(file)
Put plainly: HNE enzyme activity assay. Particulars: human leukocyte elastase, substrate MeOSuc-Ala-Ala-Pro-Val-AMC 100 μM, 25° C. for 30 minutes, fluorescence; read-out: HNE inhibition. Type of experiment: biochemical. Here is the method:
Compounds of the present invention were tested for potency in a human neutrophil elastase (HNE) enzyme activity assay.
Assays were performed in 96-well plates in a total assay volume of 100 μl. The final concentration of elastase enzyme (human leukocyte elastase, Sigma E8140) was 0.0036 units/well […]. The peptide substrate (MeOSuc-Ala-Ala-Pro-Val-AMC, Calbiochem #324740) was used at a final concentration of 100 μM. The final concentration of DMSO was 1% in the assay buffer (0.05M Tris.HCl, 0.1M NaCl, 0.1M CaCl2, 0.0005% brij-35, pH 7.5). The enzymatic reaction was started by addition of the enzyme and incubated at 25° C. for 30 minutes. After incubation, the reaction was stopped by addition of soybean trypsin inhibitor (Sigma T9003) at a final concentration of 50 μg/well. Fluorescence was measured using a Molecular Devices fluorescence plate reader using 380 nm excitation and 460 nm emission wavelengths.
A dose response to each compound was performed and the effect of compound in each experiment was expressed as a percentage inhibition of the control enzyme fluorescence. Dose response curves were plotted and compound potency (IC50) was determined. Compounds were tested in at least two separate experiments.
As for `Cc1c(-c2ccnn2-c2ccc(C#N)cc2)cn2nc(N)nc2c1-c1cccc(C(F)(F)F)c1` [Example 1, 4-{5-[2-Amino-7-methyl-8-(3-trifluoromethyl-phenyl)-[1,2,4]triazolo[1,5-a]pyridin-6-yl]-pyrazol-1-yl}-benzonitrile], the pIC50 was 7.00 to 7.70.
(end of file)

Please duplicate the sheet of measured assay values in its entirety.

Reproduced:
Put plainly: HNE enzyme activity assay. Particulars: human leukocyte elastase, substrate MeOSuc-Ala-Ala-Pro-Val-AMC 100 μM, 25° C. for 30 minutes, fluorescence; read-out: HNE inhibition. Type of experiment: biochemical. Here is the method:
Compounds of the present invention were tested for potency in a human neutrophil elastase (HNE) enzyme activity assay.
Assays were performed in 96-well plates in a total assay volume of 100 μl. The final concentration of elastase enzyme (human leukocyte elastase, Sigma E8140) was 0.0036 units/well […]. The peptide substrate (MeOSuc-Ala-Ala-Pro-Val-AMC, Calbiochem #324740) was used at a final concentration of 100 μM. The final concentration of DMSO was 1% in the assay buffer (0.05M Tris.HCl, 0.1M NaCl, 0.1M CaCl2, 0.0005% brij-35, pH 7.5). The enzymatic reaction was started by addition of the enzyme and incubated at 25° C. for 30 minutes. After incubation, the reaction was stopped by addition of soybean trypsin inhibitor (Sigma T9003) at a final concentration of 50 μg/well. Fluorescence was measured using a Molecular Devices fluorescence plate reader using 380 nm excitation and 460 nm emission wavelengths.
A dose response to each compound was performed and the effect of compound in each experiment was expressed as a percentage inhibition of the control enzyme fluorescence. Dose response curves were plotted and compound potency (IC50) was determined. Compounds were tested in at least two separate experiments.
As for `Cc1c(-c2ccnn2-c2ccc(C#N)cc2)cn2nc(N)nc2c1-c1cccc(C(F)(F)F)c1` [Example 1, 4-{5-[2-Amino-7-methyl-8-(3-trifluoromethyl-phenyl)-[1,2,4]triazolo[1,5-a]pyridin-6-yl]-pyrazol-1-yl}-benzonitrile], the pIC50 was 7.00 to 7.70.